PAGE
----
The coat of a Lhasa Apso breed is a defining characteristic. Their dense, double-layered coat cascades down to the ground, creating a regal mane-like appearance. The coat’s thick, lengthy, flowing hair showcases an array of colors such as black, tan, red, silver, blue, white, cream, gold, and brown, often with darker tips. Their coat is more than just good looks; it also served an important purpose in its history. Their long, thick coat helped keep them warm in the frigid Himalayan temperatures, living up to 13,000 feet above sea level.

Is a Lhasa Apso hypoallergenic? 

While no dog is truly hypoallergenic, Lhasa Apsos do have significantly less dander than other dogs, making them a good choice for those with allergies although never a guarantee. In addition, they are low-shedding, which means you may still find hair here and there in your brush and floors. However, you’ll appreciate the time you’ll have back by not cleaning up drifting mountains of fur like with other dog breeds that shed significantly more!

What’s the Personality Like of a Lhasa Apso Puppy? 

Before picking out a Lhasa Apso puppy, you will want to make sure its personality is the right fit for you. Owning a Lhasa Apso puppy consists of much more than just stroking their silky hair. Understanding their quirks and characteristics this breed is known for will help you make an informed decision when considering Lhasa Apso puppy ownership. 


Lhasa Apso puppies are known for their unwavering devotion to their families. They form strong bonds with their owners and are ready to demonstrate their loyalty to their people. They also crave affection and thrive on companionship with their human family members.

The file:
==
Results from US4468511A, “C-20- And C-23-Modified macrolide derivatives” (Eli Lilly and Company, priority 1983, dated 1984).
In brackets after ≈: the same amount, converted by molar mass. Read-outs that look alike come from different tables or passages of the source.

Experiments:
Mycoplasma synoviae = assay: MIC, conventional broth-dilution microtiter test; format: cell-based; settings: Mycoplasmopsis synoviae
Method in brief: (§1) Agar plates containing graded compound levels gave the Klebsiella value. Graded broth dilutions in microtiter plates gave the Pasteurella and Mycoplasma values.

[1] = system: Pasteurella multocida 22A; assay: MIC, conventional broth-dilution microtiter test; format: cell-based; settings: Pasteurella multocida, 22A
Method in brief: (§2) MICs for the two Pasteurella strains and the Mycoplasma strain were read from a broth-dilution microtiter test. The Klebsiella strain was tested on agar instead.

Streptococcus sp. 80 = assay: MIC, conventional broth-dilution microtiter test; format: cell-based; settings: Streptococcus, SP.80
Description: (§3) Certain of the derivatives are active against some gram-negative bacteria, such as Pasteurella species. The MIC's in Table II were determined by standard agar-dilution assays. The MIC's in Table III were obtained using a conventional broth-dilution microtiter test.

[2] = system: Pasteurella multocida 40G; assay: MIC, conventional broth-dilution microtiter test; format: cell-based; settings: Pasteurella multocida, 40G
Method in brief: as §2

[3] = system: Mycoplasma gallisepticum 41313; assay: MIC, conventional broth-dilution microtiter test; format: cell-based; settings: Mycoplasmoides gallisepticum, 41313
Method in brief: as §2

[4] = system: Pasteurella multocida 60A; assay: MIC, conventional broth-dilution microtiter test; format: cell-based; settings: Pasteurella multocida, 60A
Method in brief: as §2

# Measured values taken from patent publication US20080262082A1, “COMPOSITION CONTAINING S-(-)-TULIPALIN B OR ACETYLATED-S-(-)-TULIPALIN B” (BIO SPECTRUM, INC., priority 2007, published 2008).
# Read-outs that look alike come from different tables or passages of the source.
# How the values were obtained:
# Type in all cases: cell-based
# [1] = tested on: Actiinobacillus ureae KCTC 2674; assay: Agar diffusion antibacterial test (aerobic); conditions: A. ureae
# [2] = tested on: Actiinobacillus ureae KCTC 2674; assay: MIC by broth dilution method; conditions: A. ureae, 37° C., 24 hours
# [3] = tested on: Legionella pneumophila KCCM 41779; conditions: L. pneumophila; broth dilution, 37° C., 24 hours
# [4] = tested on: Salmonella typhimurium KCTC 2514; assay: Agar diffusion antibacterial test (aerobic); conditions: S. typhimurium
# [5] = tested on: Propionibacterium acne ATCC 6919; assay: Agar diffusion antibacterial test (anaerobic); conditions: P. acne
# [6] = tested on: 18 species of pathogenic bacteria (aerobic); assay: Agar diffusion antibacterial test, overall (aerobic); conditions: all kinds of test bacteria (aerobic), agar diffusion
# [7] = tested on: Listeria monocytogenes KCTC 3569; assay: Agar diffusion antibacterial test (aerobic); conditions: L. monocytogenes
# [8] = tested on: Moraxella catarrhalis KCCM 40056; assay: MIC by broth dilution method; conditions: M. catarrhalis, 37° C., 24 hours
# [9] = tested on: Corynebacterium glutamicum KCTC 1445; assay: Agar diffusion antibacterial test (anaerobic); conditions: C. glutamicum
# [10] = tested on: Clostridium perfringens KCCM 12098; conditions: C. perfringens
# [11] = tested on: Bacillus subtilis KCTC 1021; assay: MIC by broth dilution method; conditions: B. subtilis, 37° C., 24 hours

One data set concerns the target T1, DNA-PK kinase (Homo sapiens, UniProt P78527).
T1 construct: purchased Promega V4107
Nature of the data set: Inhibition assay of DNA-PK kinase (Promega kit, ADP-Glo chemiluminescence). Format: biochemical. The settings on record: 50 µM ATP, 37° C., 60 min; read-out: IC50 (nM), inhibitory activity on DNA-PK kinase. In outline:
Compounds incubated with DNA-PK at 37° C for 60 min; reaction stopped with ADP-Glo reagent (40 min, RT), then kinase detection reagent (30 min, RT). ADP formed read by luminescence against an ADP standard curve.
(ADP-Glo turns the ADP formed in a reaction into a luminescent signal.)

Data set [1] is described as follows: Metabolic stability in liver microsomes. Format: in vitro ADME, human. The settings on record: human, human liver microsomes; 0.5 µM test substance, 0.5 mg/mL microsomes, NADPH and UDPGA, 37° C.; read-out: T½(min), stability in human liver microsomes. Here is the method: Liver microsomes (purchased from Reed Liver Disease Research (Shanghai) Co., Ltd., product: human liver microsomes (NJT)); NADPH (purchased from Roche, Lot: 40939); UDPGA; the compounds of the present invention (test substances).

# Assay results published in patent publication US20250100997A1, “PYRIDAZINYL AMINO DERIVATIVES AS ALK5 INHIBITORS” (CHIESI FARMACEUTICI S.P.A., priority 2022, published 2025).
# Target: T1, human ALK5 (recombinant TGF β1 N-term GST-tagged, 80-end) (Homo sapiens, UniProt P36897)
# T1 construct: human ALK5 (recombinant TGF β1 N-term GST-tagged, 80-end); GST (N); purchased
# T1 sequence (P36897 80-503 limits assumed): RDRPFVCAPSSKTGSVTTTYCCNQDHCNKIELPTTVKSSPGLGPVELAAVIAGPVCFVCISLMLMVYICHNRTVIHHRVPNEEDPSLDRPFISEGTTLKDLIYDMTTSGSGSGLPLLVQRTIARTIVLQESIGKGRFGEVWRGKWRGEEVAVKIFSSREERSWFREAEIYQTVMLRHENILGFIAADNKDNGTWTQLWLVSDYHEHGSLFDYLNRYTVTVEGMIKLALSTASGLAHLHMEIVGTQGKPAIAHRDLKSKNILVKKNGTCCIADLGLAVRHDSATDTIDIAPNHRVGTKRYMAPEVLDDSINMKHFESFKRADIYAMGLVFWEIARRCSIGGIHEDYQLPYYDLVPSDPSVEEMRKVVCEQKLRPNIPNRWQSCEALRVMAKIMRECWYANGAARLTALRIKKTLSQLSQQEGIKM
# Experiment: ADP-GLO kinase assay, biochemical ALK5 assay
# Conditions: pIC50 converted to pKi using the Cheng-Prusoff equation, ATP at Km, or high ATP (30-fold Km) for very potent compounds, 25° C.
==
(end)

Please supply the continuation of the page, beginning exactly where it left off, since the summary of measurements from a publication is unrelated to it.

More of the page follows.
Lhasa Apsos are hardwired to be excellent watchdogs. They are vigilant and quick to detect any changes that are out of the ordinary. This can pose challenges if you live in a busy area or have guests over, so you’ll need to do your best to socialize your Lhasa Apso. 


Lhasa Apsos are fiercely independent and have a strong sense of self-reliance. Their independent nature can come out as stubbornness when they show they like to be in charge. While your Lhasa Apso may like to cuddle sometimes, they will not be earning the nickname “Velcro dog” anytime soon. 


A Lhasa Apso’s face can show human-like expressions, and they will give themselves away sometimes when they’re up to no good. Lhasa Apso puppies will have you laughing with their silly antics, especially when they’re trying to be mischievous. 


Despite their small size, Lhasa Apsos display confidence and self-assurance in their actions and interactions. They carry themselves with poise and grace with their regal demeanor and prance around their homes confidently. 


Lhasa Apsos have a lively and spirited disposition, often showing bursts of energy. They love playing games and doing activities with their loved ones. Lhasa Apsos mature slowly and remain in a puppy-like state for up to three years, so expect them to be lively just like a puppy for an extended period. 

Are Lhasa Apso puppies good with kids? 

Lhasa Apsos are loyal to their families, but they are better suited for households with older children who understand how to respect a dog’s boundaries. Young children may play too roughly with Lhasa Apsos, and they are not very patient or tolerant of teasing or roughhousing. Teach children to be respectful of your Lhasa Apso puppy, and always supervise playtime to ensure neither children nor your Lhasa Apso puppy gets upset or hurt. 

Grooming Your Lhasa Apso